Bloom: a language for disorderly distributed programming

Bloom attempts to remove traditional mismatches between distributed software and platforms. Definitely a systems-oriented programming language (in the sense that this is what systems does these days). Interesting features copied and summarized from their site:

  • disorderly programming: Much of the pain in traditional distributed programming comes from programmers bridging from an ordered von Neumann programming model into a disordered distributed systems reality that executes their code. Bloom was designed to match–and exploit–the disorderly reality of distributed systems. Bloom programmers write programs made up of unordered collections of statements, and are given constructs to impose order when needed.
  • a collected approach: Taking a cue from successfully-parallelized models like MapReduce, SQL, and Key/Value stores, the standard data structures in Bloom are disorderly collections, rather than scalar variables and structures. These data structures reflect the realities of non-deterministic ordering inherent in distributed systems. Bloom provides simple, familiar syntax for manipulating these structures.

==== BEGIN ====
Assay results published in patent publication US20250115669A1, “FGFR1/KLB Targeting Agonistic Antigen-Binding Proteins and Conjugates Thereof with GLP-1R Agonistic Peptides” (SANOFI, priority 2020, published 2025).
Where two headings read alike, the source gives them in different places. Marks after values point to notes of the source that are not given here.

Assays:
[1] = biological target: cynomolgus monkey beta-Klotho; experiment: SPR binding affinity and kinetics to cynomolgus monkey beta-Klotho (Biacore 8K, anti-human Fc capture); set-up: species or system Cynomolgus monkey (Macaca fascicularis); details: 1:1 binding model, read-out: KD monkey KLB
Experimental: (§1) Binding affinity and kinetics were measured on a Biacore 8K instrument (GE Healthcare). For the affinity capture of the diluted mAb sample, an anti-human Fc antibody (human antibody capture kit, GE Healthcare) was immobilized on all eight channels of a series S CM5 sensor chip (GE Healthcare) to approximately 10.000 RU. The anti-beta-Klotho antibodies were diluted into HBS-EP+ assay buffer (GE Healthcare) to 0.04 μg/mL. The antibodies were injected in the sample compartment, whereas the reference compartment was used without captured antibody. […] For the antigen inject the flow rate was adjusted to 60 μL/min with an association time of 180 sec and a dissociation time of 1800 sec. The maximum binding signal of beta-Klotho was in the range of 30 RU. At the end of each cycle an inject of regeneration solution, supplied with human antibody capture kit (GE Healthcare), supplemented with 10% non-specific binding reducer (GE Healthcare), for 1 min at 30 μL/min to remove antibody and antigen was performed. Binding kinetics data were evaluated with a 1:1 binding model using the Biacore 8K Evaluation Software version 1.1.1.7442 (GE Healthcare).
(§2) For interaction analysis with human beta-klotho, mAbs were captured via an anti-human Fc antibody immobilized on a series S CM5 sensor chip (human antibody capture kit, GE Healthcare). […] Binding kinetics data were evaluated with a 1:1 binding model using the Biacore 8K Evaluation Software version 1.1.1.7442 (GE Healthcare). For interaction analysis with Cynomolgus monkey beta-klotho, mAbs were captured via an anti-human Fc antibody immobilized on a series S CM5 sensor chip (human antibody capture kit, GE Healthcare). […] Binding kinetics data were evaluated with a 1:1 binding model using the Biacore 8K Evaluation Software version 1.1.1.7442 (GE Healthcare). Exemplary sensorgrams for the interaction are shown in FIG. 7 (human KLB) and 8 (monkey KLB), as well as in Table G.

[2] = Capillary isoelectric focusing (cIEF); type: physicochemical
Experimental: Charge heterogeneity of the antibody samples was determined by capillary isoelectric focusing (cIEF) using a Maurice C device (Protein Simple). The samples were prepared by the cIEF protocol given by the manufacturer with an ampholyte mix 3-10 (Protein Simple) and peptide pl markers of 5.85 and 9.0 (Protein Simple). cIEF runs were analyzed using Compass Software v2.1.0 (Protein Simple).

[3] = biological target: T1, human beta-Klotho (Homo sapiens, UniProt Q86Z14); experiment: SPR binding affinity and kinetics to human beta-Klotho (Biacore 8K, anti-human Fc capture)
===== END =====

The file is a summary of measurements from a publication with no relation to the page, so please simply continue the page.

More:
• CALM consistency: Bloom enables powerful compiler analysis techniques to reason about the consistency of distributed code; e.g. it can point out lines of code where a coordination library should be plugged in if you want to ensure distributed consistency.

Currently realized as an embedded Ruby DSL.

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a little history and grounding in theory as well

Q: What is Dedalus and how does it relate to Bloom?

The formal basis of Bloom is a temporal logic programming language called Dedalus, described here. Dedalus simplifies many challenges in specifying and analyzing programs, but it is not intended for general use as a practical programming language. Dedalus grew out of our earlier work on Declarative Networking, including a language called Overlog, which was in turn based on a language from database theory called Datalog. (If you’re curious about the origin of the name Dedalus, see footnote 1 in the technical report.)